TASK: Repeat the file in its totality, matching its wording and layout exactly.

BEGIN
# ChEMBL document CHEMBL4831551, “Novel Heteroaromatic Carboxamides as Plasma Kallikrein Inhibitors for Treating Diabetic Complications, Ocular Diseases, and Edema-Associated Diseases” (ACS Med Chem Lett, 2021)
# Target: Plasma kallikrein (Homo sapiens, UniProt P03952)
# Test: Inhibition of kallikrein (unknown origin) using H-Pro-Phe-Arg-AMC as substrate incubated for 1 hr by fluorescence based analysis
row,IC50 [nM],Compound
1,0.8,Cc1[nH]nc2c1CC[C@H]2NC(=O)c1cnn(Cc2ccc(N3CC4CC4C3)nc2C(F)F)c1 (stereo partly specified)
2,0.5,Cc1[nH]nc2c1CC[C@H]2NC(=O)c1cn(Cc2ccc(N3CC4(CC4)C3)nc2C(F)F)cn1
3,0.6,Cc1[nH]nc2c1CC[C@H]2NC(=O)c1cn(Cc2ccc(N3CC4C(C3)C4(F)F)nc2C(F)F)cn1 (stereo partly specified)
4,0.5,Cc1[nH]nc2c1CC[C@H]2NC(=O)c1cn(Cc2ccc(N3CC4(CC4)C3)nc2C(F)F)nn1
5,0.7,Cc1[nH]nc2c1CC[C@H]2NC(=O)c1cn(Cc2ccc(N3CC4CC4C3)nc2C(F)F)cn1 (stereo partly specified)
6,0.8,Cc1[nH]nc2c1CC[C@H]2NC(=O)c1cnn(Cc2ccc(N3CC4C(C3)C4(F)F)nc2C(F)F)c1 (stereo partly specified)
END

# ChEMBL document CHEMBL4831551, “Novel Heteroaromatic Carboxamides as Plasma Kallikrein Inhibitors for Treating Diabetic Complications, Ocular Diseases, and Edema-Associated Diseases” (ACS Med Chem Lett, 2021)
# Target: Plasma kallikrein (Homo sapiens, UniProt P03952)
# Test: Inhibition of kallikrein (unknown origin) using H-Pro-Phe-Arg-AMC as substrate incubated for 1 hr by fluorescence based analysis
row,IC50 [nM],Compound
1,0.8,Cc1[nH]nc2c1CC[C@H]2NC(=O)c1cnn(Cc2ccc(N3CC4CC4C3)nc2C(F)F)c1 (stereo partly specified)
2,0.5,Cc1[nH]nc2c1CC[C@H]2NC(=O)c1cn(Cc2ccc(N3CC4(CC4)C3)nc2C(F)F)cn1
3,0.6,Cc1[nH]nc2c1CC[C@H]2NC(=O)c1cn(Cc2ccc(N3CC4C(C3)C4(F)F)nc2C(F)F)cn1 (stereo partly specified)
4,0.5,Cc1[nH]nc2c1CC[C@H]2NC(=O)c1cn(Cc2ccc(N3CC4(CC4)C3)nc2C(F)F)nn1
5,0.7,Cc1[nH]nc2c1CC[C@H]2NC(=O)c1cn(Cc2ccc(N3CC4CC4C3)nc2C(F)F)cn1 (stereo partly specified)
6,0.8,Cc1[nH]nc2c1CC[C@H]2NC(=O)c1cnn(Cc2ccc(N3CC4C(C3)C4(F)F)nc2C(F)F)c1 (stereo partly specified)